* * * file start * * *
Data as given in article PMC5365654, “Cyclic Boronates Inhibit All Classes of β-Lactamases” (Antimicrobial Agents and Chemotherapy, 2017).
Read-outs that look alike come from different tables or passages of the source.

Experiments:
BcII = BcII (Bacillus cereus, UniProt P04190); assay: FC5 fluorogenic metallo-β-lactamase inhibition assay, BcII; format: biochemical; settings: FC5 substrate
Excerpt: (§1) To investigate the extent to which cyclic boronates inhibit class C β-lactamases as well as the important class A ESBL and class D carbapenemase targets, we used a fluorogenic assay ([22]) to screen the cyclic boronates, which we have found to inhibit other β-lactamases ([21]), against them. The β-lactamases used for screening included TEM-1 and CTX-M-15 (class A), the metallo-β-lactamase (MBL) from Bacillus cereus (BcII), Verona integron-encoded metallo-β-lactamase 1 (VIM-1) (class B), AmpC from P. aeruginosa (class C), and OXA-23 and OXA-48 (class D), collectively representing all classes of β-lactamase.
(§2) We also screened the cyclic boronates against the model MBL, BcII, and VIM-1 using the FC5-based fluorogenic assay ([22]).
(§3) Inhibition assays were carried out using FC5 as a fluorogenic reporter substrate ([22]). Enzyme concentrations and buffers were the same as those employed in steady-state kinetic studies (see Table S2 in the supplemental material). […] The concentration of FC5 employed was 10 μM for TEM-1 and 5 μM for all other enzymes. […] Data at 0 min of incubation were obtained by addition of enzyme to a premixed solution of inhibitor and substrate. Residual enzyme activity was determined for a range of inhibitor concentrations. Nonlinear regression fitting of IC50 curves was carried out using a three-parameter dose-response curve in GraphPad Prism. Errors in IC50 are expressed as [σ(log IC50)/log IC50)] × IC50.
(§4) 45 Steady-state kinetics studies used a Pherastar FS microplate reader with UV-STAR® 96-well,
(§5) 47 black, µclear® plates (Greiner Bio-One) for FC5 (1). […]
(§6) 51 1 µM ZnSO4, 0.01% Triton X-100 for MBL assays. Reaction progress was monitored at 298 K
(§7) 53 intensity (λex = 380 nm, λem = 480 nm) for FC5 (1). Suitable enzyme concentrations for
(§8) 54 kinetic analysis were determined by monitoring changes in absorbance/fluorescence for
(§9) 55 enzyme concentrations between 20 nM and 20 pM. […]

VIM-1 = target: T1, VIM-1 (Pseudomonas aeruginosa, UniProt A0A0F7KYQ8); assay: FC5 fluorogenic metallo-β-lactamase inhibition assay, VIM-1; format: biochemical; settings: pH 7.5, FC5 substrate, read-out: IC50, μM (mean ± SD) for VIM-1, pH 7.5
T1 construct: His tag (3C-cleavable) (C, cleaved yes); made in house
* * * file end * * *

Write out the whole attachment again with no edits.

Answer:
Data as given in article PMC5365654, “Cyclic Boronates Inhibit All Classes of β-Lactamases” (Antimicrobial Agents and Chemotherapy, 2017).
Read-outs that look alike come from different tables or passages of the source.

Experiments:
BcII = BcII (Bacillus cereus, UniProt P04190); assay: FC5 fluorogenic metallo-β-lactamase inhibition assay, BcII; format: biochemical; settings: FC5 substrate
Excerpt: (§1) To investigate the extent to which cyclic boronates inhibit class C β-lactamases as well as the important class A ESBL and class D carbapenemase targets, we used a fluorogenic assay ([22]) to screen the cyclic boronates, which we have found to inhibit other β-lactamases ([21]), against them. The β-lactamases used for screening included TEM-1 and CTX-M-15 (class A), the metallo-β-lactamase (MBL) from Bacillus cereus (BcII), Verona integron-encoded metallo-β-lactamase 1 (VIM-1) (class B), AmpC from P. aeruginosa (class C), and OXA-23 and OXA-48 (class D), collectively representing all classes of β-lactamase.
(§2) We also screened the cyclic boronates against the model MBL, BcII, and VIM-1 using the FC5-based fluorogenic assay ([22]).
(§3) Inhibition assays were carried out using FC5 as a fluorogenic reporter substrate ([22]). Enzyme concentrations and buffers were the same as those employed in steady-state kinetic studies (see Table S2 in the supplemental material). […] The concentration of FC5 employed was 10 μM for TEM-1 and 5 μM for all other enzymes. […] Data at 0 min of incubation were obtained by addition of enzyme to a premixed solution of inhibitor and substrate. Residual enzyme activity was determined for a range of inhibitor concentrations. Nonlinear regression fitting of IC50 curves was carried out using a three-parameter dose-response curve in GraphPad Prism. Errors in IC50 are expressed as [σ(log IC50)/log IC50)] × IC50.
(§4) 45 Steady-state kinetics studies used a Pherastar FS microplate reader with UV-STAR® 96-well,
(§5) 47 black, µclear® plates (Greiner Bio-One) for FC5 (1). […]
(§6) 51 1 µM ZnSO4, 0.01% Triton X-100 for MBL assays. Reaction progress was monitored at 298 K
(§7) 53 intensity (λex = 380 nm, λem = 480 nm) for FC5 (1). Suitable enzyme concentrations for
(§8) 54 kinetic analysis were determined by monitoring changes in absorbance/fluorescence for
(§9) 55 enzyme concentrations between 20 nM and 20 pM. […]

VIM-1 = target: T1, VIM-1 (Pseudomonas aeruginosa, UniProt A0A0F7KYQ8); assay: FC5 fluorogenic metallo-β-lactamase inhibition assay, VIM-1; format: biochemical; settings: pH 7.5, FC5 substrate, read-out: IC50, μM (mean ± SD) for VIM-1, pH 7.5
T1 construct: His tag (3C-cleavable) (C, cleaved yes); made in house